Once a film is on Netflix can it still go to festivals like Cannes, Venice or Sundance and win awards?  

We’d hoped to go to Venice, but a decision not to was made across the board, out of security. It was very painful for us as filmmakers to lose that moment. Festivals will come back and cinema will come back.  

Perhaps you will win awards. Will the Oscars and BAFTAs be given this year? 

People are already looking at films and considering them for BAFTA and the Academy. “The Dig” is there for people in those organisations to watch, consider and vote for if they believe that it should be rewarded.  

Gabrielle Tana

THE DIG: Ralph Fiennes as Basil Brown.

Cr. Larry Horricks/Netflix © 2021

Gabrielle Tana

THE DIG (L-R): Carey Mulligan as Edith Pretty, Ralph Fiennes as Basil Brown.

Cr. Larry Horricks/Netflix © 2021

Gabrielle Tana

THE DIG (L-R): Ralph Fiennes as Basil Brown, Archie Barnes as Robert, Carey Mulligan as Edith Pretty.

Cr. Larry Horricks/ Netflix  © 2021

Gabrielle Tana

THE DIG (L-R): Carey Mulligan as Edith Pretty, Ralph Fiennes as Basil Brown.

Cr. Larry Horricks/Netflix © 2021

Gabrielle Tana

PHILOMENA is a 2013 drama film directed by Stephen Frears, based on the 2009 book The Lost Child of Philomena Lee by journalist Martin Sixsmith. Starring Judi Dench and Steve Coogan, it tells the true story of Philomena Lee’s 50-year search for her adopted son and Sixsmith’s efforts to help her find him.

Gabrielle Tana

CORIOLANUS is a 2011 British film adaptation of William Shakespeare’s tragedy Coriolanus, written by John Logan and directed by and starring Ralph Fiennes, who plays the titular character. This is Fiennes‘ directorial debut.

I love working with people and making things together.”

Gabrielle Tana, do you prefer to produce movies originating from books or theatre?  

Yes, and true stories too. There’s often something extraordinary about ordinary people doing extraordinary things. Truth is stranger than fiction. I’m producing a scripted feature film based on the true story of the little boys who got trapped in a cave in Thailand a couple of years ago.

Would you like to be a director yourself?  

In the beginning that was what I thought I would do. I’m not going to rule it out, but I’d have to know that I was the right person to tell that story. It could happen.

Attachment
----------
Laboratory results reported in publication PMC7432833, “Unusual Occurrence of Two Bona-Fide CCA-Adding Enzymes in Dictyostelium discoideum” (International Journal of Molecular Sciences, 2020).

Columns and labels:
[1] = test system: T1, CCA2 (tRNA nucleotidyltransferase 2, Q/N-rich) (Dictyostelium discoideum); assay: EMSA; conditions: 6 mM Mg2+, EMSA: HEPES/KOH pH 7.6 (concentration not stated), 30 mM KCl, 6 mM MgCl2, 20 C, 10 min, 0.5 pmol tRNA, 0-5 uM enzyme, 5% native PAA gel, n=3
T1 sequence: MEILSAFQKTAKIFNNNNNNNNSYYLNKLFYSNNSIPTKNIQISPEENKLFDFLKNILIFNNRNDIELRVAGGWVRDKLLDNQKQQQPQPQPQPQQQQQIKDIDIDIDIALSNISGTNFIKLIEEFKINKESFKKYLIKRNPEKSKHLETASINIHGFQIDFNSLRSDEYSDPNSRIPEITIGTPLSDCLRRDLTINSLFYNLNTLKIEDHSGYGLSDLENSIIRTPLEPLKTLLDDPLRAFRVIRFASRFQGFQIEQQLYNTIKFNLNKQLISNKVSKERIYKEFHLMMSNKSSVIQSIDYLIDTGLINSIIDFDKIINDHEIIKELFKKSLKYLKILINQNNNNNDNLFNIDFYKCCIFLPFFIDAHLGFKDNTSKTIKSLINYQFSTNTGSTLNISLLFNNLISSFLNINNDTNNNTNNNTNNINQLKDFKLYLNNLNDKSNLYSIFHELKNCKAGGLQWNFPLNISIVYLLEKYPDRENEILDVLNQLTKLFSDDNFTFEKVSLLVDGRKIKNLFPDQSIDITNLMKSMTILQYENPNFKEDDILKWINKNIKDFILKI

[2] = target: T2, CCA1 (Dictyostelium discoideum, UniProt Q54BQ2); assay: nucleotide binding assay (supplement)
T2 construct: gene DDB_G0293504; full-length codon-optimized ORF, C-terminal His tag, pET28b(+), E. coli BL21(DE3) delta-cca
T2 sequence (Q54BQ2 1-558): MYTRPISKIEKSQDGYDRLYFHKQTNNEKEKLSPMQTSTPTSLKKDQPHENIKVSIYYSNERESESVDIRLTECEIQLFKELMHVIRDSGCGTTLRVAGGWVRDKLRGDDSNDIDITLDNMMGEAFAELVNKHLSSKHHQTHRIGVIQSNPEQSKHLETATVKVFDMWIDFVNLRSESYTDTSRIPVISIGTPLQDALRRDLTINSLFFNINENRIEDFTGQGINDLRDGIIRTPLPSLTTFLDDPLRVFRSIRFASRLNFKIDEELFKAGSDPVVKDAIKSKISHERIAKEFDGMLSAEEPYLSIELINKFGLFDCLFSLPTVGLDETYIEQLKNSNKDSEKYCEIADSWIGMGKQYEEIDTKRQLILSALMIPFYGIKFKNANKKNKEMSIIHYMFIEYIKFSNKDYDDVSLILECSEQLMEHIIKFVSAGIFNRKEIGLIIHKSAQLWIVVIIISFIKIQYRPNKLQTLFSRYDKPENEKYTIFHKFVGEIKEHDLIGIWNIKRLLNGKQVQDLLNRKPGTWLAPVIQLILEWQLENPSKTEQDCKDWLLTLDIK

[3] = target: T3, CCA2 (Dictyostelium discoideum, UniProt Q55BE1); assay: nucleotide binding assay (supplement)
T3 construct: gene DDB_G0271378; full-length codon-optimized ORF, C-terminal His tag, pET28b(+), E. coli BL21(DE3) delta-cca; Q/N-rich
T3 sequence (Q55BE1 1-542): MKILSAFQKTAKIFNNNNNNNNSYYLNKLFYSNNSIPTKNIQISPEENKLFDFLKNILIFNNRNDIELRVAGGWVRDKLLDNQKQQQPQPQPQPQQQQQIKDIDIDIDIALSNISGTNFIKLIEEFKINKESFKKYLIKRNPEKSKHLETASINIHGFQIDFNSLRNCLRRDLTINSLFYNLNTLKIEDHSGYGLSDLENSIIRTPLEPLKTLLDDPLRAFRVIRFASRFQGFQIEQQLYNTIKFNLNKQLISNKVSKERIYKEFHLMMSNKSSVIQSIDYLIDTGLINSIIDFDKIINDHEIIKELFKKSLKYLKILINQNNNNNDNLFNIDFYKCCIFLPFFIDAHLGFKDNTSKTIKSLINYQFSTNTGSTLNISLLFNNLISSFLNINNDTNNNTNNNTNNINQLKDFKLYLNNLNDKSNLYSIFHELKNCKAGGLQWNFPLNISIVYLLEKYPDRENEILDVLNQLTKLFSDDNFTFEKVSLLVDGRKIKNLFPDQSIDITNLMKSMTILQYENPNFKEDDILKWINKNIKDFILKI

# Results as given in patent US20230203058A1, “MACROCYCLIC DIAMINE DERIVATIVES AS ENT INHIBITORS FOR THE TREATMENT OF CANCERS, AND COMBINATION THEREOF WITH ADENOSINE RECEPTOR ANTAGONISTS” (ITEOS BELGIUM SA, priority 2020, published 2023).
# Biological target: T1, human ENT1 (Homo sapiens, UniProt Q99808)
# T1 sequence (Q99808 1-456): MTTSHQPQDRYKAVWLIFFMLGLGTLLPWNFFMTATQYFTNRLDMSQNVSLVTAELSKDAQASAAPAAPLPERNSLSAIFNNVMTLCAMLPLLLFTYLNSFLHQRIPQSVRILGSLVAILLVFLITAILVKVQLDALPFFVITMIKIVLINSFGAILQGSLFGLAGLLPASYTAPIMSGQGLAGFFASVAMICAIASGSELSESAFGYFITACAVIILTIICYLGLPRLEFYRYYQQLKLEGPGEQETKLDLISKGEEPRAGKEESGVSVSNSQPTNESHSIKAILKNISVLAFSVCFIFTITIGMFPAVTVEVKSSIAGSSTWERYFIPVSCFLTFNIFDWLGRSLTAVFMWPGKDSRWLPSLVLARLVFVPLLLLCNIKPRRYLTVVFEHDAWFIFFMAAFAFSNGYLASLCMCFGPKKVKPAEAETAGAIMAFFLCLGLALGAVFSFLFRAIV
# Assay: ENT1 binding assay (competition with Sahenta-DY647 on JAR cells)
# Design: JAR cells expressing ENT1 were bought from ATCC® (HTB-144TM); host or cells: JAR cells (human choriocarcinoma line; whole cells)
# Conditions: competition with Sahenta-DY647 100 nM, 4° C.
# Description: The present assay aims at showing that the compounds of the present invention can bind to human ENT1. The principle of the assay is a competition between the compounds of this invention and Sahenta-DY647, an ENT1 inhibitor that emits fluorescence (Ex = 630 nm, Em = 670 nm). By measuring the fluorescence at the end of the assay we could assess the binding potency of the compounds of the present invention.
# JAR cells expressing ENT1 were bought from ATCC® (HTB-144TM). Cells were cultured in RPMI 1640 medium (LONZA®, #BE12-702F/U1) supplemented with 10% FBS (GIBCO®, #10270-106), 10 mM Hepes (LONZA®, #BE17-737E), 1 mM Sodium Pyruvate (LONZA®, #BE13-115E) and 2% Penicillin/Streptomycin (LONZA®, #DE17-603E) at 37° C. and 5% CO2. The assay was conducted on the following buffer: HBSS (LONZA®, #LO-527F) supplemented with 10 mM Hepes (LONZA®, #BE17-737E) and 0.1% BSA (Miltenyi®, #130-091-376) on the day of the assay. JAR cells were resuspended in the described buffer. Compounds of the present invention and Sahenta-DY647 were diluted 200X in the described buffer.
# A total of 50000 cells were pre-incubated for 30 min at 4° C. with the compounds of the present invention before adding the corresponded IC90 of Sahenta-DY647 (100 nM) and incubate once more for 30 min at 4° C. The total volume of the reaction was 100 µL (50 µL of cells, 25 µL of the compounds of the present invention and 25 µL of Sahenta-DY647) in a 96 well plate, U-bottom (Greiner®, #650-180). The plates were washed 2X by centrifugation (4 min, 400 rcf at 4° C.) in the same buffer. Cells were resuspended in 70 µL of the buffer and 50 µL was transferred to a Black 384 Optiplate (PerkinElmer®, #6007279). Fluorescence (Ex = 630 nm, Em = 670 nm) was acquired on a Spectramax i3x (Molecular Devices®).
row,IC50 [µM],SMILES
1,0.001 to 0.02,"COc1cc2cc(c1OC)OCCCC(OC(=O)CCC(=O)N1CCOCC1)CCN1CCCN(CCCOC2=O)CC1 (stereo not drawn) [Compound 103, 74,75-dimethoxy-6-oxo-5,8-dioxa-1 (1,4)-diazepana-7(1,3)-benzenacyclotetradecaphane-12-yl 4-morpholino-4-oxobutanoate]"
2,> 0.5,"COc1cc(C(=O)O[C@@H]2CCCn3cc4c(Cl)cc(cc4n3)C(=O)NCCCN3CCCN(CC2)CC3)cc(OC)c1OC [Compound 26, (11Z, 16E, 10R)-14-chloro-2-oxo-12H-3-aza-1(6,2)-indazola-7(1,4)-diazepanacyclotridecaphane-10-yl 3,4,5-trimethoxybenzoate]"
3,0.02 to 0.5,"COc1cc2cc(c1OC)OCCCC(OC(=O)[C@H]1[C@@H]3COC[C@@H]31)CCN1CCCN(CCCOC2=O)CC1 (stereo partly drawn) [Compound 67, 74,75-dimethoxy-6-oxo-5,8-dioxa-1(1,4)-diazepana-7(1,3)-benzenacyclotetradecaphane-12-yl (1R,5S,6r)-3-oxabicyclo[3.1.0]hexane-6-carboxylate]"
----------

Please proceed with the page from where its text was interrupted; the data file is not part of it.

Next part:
What is the real talent of a film producer?  

All the detail. I’m there to be supportive and helpful and nurturing and make sure that people are being taken care of and being treated properly and being heard and getting what they need in all aspects. Not just the actors, but also the heads of department. And making sure that the money is on the screen and not getting spent on things that it shouldn’t get spent on.  

Are you working on new projects?  

Yes, with Simon Stone, and also with a wonderful Brazilian Algerian director by the name of Karim Aïnouz. We’re preparing a feature film that we’ll do this coming year. It’s about Catherine Parr, the last and remaining wife of King Henry VIII.  

Is it a historical film?  

Karim didn’t even know who Henry VIII was when we started. We’re bringing a very different kind of eye to a historical story. It’s more a thriller than an obvious period drama. It’s surprising. 

Who is going to play the last wife of Henry VIII?  

I can’t say yet because I’m not one hundred percent sure. Somebody I’m very excited about working with if it works out. Somebody I’ve always wanted to work with.  

Are we still in the time of big blockbusters, or do they cost too much and the results are not so great?  

It’s so strange now because blockbusters are waiting to be released. James Bond keeps getting pushed and pushed. But they’re not the kinds of films I know how to make or want to make. It’s a certain kind of entertainment and if there’s a public for something there will be production.  

What makes you go?  

It’s become something that is stronger than myself, a kind of addiction. And I’m crazy. You do have to be crazy to do this, but I love it. I love telling stories. I love working with people and making things together. It’s a joy when it comes together.